In response to:

Lords of 'Pride and Plunder' from the June 24, 2010 issue

To the Editors:

Robert Bartlett well sees that my book The Crisis of the Twelfth Century is about lordship [“Lords of ‘Pride and Plunder,'” NYR, June 24]. But he challenges my contention that medieval lordship, as we know it from the sources, was not normally the same thing as government.

He is right about the genealogy of this book, and he rightly identifies some of the historical questions it raises. I avow my descent from historians Charles Homer Haskins and Joseph R. Strayer (while disavowing any claim to parity with them). My purpose is, indeed, to explore problematic issues relating to power in the twelfth century, issues of interest to modernity as well as a famous remote past. But by failing to recognize that my history of power and lordship breaks sharply with an old historiography of medieval government (and so shielding me from the charge of infidelity), Bartlett comes close to misrepresenting my book as consensus history marred by provocative lapses.

What I must say is that his whole review looks like the defense of a scholarly consensus I no longer share: namely, that the lordships of the twelfth century were simply the passing expression of an abiding reality of government and politics. If lordship is the normal mode of power in twelfth-century Europe, then one task of research must be to learn how such power, sociologically and culturally, is related to the “government” that literally fills our books on medieval history. Bartlett worries that my usage “lord-king” (“lord-prince,” etc.) is, in his words, “far from standard,” which in one sense is quite true. What he neglects to add is that this usage is absolutely standard in the primary sources. The reviewer reaches for safer ground when he questions my sense that “government,” when it appears at all in the twelfth century, looks socially purposive and rational. Do not modern governments often fail such a test? Yet the implied analogy is false. Reason and justice are norms of government in the modern world, however perverted they may be in practice, associated with official and public authority. They were little more than ideals in the ponderously lorded twelfth century.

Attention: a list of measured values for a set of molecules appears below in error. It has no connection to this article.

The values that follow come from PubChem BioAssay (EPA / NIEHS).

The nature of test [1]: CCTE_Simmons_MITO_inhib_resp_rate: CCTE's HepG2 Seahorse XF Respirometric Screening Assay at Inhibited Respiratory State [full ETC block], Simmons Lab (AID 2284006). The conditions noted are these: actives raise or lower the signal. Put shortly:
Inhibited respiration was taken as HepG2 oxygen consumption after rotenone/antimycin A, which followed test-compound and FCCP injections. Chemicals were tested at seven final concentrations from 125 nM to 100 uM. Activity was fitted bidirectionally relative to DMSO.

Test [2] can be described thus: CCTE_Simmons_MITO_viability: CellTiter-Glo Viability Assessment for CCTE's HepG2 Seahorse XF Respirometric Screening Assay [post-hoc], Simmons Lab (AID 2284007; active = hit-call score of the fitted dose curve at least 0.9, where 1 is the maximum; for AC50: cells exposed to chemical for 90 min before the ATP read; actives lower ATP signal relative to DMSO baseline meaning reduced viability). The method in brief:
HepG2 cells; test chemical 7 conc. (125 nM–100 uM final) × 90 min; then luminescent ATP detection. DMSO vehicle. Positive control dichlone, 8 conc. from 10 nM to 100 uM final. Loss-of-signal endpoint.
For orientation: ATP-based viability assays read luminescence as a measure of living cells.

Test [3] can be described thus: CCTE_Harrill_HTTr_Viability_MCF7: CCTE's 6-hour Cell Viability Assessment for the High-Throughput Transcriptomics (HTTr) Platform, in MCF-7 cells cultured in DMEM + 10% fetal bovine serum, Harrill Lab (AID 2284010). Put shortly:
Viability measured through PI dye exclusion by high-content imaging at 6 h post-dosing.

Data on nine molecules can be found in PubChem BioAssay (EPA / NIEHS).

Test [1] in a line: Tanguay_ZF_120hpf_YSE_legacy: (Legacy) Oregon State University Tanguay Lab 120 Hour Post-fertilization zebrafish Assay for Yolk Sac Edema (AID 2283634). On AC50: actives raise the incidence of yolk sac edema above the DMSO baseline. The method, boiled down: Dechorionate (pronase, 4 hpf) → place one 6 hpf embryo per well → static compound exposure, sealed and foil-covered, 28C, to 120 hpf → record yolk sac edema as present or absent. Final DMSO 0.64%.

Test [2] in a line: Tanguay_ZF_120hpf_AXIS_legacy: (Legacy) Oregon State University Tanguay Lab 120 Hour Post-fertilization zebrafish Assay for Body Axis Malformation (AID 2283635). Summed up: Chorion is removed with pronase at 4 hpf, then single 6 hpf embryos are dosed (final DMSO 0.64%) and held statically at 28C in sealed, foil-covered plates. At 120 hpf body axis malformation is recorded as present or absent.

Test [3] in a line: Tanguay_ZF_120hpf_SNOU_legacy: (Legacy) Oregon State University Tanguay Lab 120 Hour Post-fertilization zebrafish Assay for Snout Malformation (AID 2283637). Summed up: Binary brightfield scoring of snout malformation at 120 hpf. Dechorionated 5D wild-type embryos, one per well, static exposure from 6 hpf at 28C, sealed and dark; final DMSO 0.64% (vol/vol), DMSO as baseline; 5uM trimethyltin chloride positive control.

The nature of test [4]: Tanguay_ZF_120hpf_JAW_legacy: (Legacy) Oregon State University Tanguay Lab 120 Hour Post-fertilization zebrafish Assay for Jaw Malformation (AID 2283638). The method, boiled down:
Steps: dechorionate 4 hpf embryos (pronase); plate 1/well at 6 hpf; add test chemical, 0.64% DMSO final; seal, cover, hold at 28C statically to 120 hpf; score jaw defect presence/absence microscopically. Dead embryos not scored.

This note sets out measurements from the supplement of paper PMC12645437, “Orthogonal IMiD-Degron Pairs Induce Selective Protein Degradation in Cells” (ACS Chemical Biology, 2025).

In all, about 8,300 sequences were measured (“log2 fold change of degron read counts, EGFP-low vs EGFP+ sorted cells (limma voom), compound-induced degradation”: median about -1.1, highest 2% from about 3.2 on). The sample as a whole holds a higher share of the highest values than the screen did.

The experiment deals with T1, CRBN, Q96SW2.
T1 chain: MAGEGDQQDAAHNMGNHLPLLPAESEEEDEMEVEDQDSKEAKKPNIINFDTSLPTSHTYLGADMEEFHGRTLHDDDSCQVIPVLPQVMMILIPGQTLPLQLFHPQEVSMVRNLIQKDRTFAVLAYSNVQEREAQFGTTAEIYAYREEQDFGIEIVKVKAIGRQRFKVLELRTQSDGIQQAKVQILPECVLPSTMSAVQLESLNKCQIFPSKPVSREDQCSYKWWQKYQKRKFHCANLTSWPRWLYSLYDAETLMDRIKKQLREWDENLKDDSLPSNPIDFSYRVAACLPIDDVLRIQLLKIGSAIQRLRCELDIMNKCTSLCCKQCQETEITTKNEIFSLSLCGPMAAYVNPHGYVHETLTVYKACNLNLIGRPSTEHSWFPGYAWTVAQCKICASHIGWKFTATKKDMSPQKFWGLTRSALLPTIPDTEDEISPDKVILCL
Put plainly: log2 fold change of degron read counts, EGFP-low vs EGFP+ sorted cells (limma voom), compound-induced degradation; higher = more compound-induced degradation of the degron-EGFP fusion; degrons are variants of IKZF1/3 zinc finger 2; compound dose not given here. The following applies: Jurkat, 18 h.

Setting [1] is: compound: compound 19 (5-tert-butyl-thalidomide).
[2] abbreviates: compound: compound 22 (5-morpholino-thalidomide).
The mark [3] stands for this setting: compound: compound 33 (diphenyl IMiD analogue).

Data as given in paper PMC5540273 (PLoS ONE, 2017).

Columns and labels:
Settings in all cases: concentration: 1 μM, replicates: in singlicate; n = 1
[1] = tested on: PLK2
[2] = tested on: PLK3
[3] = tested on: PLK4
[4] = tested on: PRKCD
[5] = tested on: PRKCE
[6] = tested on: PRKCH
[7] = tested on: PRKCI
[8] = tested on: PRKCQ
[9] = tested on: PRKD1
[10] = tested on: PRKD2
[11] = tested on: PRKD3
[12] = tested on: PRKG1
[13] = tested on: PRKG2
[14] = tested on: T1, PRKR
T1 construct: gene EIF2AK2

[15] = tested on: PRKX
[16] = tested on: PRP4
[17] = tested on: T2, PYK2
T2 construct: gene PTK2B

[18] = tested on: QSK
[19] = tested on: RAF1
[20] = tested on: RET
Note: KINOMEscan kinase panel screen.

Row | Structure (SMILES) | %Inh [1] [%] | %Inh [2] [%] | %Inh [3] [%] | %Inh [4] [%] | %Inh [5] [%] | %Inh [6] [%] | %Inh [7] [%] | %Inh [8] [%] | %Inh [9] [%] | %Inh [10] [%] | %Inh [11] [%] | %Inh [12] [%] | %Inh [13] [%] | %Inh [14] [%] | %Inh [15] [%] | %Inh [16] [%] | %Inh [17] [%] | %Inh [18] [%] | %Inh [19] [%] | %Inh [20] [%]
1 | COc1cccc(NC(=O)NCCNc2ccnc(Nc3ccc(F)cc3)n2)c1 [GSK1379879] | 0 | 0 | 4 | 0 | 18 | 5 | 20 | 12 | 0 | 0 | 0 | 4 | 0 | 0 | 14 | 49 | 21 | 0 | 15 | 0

My distinction between lordly and “political” behavior follows from this distinction. Bartlett’s thrust is as follows: “Might it not be clearer to say that the politics of that time was not the same as the politics of ours?” My answer is emphatically NO. If we continue to treat all power as political, as do virtually all medievalists, we renounce hope of characterizing power historically, of grasping how differently it worked in the Investiture Conflict and the crisis of Magna Carta.

My concept of a twelfth century in crisis may seem vulnerable on its face—are not all centuries in crisis?—yet it is rooted in the sources. Consensus history lacks “crises” here, let alone Big Crisis, so in Bartlett’s terms all I have done is to give the twelfth century its due. And there is nothing in prevailing research to counter my argument that multiplied knights and castles were the deep cause of a prolonged structural confrontation of powers in that age.

Thomas N. Bisson
Emeritus Lea Professor of Medieval History
Harvard University
Cambridge, Massachusetts

This Issue

November 11, 2010